Pemberton

Pretty as a picture. Karri forests, rivers, rolling hills and dales, Pemberton's visual feast brings a little tear to the eye. As a wine region it is very young, with most plantings occurring in the 1980s before a bigger push through the '90s. The region has come along in leaps and bounds for quality, and its position way way down in Western Australia lends a hand to sensational growing conditions. Only 50 kilometres from the coast, Pemberton enjoys a mild, maritime influenced climate and a really even growing season. Grapes love it.

The region has no halo variety per se, but Chardonnay, Pinot Noir and increasingly Riesling and Shiraz are the best suited mainstream varieties produced. The wines generally show aspects of cool climate influence (there is a gentle elevation up to 200 metres), are soft in tannin structure (reds) and leaner in profile (whites). Often the wines are described as ‘pristine’ for their fruit integrity and vitality.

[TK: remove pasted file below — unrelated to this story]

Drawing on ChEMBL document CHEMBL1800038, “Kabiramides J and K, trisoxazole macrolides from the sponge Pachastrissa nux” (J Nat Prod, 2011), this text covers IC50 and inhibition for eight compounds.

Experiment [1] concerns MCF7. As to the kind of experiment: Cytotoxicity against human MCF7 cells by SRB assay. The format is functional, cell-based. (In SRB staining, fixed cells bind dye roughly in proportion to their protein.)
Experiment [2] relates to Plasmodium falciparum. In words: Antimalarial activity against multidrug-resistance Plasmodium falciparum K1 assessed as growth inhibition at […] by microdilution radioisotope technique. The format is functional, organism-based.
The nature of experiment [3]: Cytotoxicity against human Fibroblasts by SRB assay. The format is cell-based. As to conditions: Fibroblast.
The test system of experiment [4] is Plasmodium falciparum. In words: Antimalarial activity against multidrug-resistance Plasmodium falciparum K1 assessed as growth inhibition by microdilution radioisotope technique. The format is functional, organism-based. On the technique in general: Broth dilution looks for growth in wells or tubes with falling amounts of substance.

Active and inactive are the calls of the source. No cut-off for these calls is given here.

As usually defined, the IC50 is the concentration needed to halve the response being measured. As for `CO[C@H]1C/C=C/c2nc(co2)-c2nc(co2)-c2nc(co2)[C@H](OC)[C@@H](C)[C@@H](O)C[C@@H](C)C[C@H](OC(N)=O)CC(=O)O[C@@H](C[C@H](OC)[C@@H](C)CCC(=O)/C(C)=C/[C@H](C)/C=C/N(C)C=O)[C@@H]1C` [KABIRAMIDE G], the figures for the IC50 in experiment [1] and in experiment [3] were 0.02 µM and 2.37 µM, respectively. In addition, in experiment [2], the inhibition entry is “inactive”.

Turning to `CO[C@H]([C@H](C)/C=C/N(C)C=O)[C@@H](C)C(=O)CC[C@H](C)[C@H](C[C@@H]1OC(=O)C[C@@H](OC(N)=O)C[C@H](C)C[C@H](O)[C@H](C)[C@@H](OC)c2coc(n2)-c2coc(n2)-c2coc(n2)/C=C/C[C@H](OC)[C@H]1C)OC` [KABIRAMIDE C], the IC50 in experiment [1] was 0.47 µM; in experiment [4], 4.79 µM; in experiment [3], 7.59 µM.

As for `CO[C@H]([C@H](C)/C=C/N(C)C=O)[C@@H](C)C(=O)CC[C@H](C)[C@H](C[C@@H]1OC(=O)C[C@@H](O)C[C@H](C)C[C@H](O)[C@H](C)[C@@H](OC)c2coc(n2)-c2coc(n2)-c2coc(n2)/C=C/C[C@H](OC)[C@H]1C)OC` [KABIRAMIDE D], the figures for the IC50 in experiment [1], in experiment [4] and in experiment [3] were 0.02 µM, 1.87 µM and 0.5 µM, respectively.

While the region has less traffic than the closest major wine region, Margaret River, wine (and food) tourism to the region is increasing. The Pemberton Pub is a landmark Aussie drinking hole and worthy of a swing-through if in the area, and the landscape offers lots of pleasant vistas. While the spotlight tends to stay on Margaret River, Pemberton has made in-roads with leading WA producers taking interest in fruit from the region. The wines often represent great value for money, and there is a focus on premium wines.

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